Clang! Clash! Alex dug about through her mess of shrapnel and flickering devices straining for life, her hair all a’fuzzed in flurrious unruliness, having looked zapped at the ends, and she tossed and rummaged greedily as her friend William stood by far behind her, watching in a sort of nonchalant interest.
“You know,” he said, turning his attention to Alex’s table of, oh, what did she call it? Invention. “A little organization wouldn’t hurt. What is all this rabble? Is this an EYEBALL?”
He picked up a strange, brass-ish ball that upon it’s front-center clearly had the makings of an iris and pupil, glaring beadily into him. He grimaced in disgust and quickly dropped it back onto the table, it clanking upon a well-worn wrench.
“William!” Alex called, hustling over and banging a heavy chunk of whizzing metal upon the tabletop, making all the odd bobbles and ends bounce. “Don’t you know that the key to discovery is disorganization? How would anybody be able to discover anything new if they knew where everything was!”
“Well, that’s a train heading off track if I ever did hear one.” he muttered quite aloud.
“Besides!” chimed Alex, “This is sure to impress!” and with a flourish of her arms she motioned to the ugly, blocky slab of machine she had clunkily ba-lammed in front of him.
Mute before it, he wandered around the table, his gaze glossing over it’s features; square, whizzing, some sort of fan was running inside of it, and wires sprouted seemingly randomized all throughout it, some even lazily jutting out the top, and in the front (was it the front?) was a large, round indent, a deep socket in the middle. He gazed some more, ran his fingers upon the top, brushed them off upon his coat and spoke.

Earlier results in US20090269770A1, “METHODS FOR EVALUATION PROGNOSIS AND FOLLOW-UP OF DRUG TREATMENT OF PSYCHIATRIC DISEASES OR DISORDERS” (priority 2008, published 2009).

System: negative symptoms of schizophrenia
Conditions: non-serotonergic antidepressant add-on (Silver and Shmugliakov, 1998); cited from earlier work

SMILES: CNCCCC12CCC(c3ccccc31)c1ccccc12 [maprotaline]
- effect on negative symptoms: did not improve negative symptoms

“I see. Well then, I have no idea what this is.”
“William, it’s an engine!” Alex raved.
“Oh! Of course! I should have known that! Especially since I have no idea what that is.”
Alex flopped her arms to her side, frustrated like. “Didn’t you read Darcy’s Mechanisms of the Eastern Hands?”
“Should I have?”
“Well, yes. It’s required reading.”
“Oh. Course I read it then.”
“Engines were used for many things,” said Alex, as she quickly headed over to a large, towering bookshelf, musty and creaking in the cold and enclosed murk of the dank basement, “mostly for war, unfortunately, but sometimes an engine was used for something much – more -” Alex slammed an enormous book upon the counter, “Adventurous.”
William looked at the book, “This isn’t Darcy.”
“No, this is Malloroy. I nipped it from the restricted section a few weeks back.”
“How on earth did you pull that off?” William asked genuinely, eyes scanning over the cover of the massive book.
“I have my ways.”
“Alex,” began William, not quite sure where to start, “first off, Dresden Malloroy isn’t a real person, he’s a mythos who’s always being used to sell ponzi schemes and con people out of their time and money. Secondly, you bloody stole from the library?”
“If Malloroy isn’t real than why bother holding his books in the restricted section?” Alex affronted, her arm crossed over her chest.
“Look.” William backed, waving his hand, “I don’t want to start this argument up with you. I’m just saying it’s very likely your being -”
“I’m being what!” she barked.
“Alright! Fine! Open the damn book and show me the thing.”
Alex gave William a sneer, though dashed with a slight, sly smile, putting him at ease. She knew he was just looking out for her, but she also knew, like her, that his curiosity would always win out. And with that, Alex shuffled her fingers along the side of the enormous, dusty book, and threw it open to a marked page in the center. There, upon the thick, yellowing pages was an inked sketch, detailed to the utmost degree, a contraption unlike any William had ever seen, and his eyes bugged out of his head at the very sight of it.
He looked up at Alex from the other side of the table, her smile so bright that it was beyond capturing.
“That’s right, William.” she whispered, beaming, “I’m going to fly.”